Monday, September 11, 2017

what did you do to me?

I'm only on the third film of this "month" of deconstructing my childhood interactions with film. This month might last a few months.

I suggested at the end of yesterday's entry that Young Frankenstein might have influenced my ability (and sometimes, it feels like a need) to appreciate the monster. That is, my ability to pull for the underdog, for the rebel, for those outside the mainstream, the eccentric and bizarre. Throw in Star Wars, for example, which I'll get to later this "month" and it's like 70s cinema was trying to create within its audience an urge toward rebellion... An echo of the real rebellions in the decade before, perhaps. Which, of course, I studied intensively when I went to college (the second time) as an adult. Pop culture of the time idealized outcasts, outlaws, rebels. The Godfather and its sequel. One Flew Over the Cuckoo's Nest. Taxi Driver. A Clockwork Orange, perhaps the most extreme example. Or just plain ol workaday folk like the cast of Alien or Rocky or Deliverance, the soldiers of Apocalypse Now or The Deer Hunter, the obsessed electrician of Close Encounters of the Third Kind. I wasn't really paying attention at the time, of course. Born in '76, I wasn't really paying attention until the 80s. But, like a fiscal year, a cinematic decade influences a whole lot after it is done. It doesn't just exist within its calendar's edges.


For example, the top two movies of 1980 were The Empire Strikes Back (more of that Star Wars rebellion) and 9 to 5 (which is very much about the same rebellion against office culture we see at the beginning of Snowball Express in 1972, or in Joe Versus the Volcano in 1990... the edges of the decades bleed into one another, Also, certain themes keep returning as long as we still insist on things like the same work schedules, like unequal pay, like soul-draining office environments). Third was Stir Crazy, a comedy about two men wrongfully convicted (which I have not seen in a long time).

The next year would introduce us to Indiana Jones and Arthur Bach. The next year: Dorothy Michaels and the boys of Angel Beach High School. I would see all four of these films in the theater. I would be 6 years old.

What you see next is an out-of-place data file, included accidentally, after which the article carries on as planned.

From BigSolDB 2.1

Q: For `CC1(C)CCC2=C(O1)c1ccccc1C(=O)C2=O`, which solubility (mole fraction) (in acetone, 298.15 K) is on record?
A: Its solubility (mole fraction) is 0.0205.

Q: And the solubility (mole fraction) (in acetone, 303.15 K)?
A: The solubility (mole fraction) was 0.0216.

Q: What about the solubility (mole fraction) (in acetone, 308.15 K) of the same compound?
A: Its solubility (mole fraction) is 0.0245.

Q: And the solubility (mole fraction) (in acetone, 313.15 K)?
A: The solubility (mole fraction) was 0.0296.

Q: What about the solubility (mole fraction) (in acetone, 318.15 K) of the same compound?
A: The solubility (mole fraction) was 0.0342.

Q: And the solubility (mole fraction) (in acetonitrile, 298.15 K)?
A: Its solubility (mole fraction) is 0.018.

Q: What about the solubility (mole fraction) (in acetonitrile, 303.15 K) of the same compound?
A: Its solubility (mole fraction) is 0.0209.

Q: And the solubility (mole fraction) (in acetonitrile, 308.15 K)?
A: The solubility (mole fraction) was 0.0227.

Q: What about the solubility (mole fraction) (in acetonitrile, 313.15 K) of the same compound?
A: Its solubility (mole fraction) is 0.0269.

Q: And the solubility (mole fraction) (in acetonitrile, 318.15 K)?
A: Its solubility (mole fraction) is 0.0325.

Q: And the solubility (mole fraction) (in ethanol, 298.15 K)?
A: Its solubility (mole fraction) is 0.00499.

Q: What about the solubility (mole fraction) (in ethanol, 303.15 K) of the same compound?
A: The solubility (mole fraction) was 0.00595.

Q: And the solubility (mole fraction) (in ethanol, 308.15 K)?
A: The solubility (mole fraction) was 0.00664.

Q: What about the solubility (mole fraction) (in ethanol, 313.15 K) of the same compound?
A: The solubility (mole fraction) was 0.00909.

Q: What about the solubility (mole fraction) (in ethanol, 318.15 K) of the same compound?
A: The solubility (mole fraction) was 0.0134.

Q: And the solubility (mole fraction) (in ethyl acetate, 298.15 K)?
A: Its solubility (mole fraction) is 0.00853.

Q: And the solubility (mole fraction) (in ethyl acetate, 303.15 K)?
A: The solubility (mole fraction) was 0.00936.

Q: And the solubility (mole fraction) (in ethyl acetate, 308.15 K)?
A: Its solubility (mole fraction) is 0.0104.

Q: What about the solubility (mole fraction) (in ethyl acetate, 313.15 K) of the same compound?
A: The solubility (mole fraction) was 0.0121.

And so many films would follow, year in and year out. There would be big action heroes in the 80s, of course, John Rambo, John Matrix, John McClane, Rocky Balboa, Conan the Cimmerian, Martin Riggs, but also losers in need of love, or an adventure: Lane Meyer, Marty McFly, Ferris Bueller, every member of the Goonies or the four kids who went to find Ray Brower's body, those kids who got Saturday detention at Shermer High School, Samantha Baker, Ronald Miller, Keith Nelson, Lloyd Dobler, Billy Peltzer, Daniel Larusso, J.D., and so many more, all the way to 1990's Mark Hunter... Or even 1993's Phil Connors. (As I said, decades' edges bleed over.)

I imagine an entry like this that puts every movie I have ever seen, from obscure 80s stuff like Humongous or The Ice Pirates to the obvious, famous stuff like Amadeus or Platoon. A list of thousands of movies, connecting one to another, tying the themes across time and space, from one theater to another, one video rental store to another. A giant flow chart linking actors Kevin Bacon style... Imagine Young Frankenstein bumping up against Hoosiers or Unforgiven or one of the saddest movies I remember from when I was a kid, 1984's Misunderstood. That last one should have made my list for this "month", even though I might have only watched it twice through, because of its emotional impact. I mean, that's the point, right? Each movie slips in, and a version of it remains, imprints itself in my brain as much as a lesson from math class or bible class (moreso probably than either of those things, really, because movies are inherently more interesting). A good movie sticks with you. And it should. A good movie should affect you and change you, even if only in a tiny way you might not notice at the time. Alternatively, a bad movie also leaves a shadow of itself with you. And it, too, should. Otherwise, why watch a movie? Why watch several thousand? Except to add to all the rest of the information and experience being input into your mind, into your being, into your soul.

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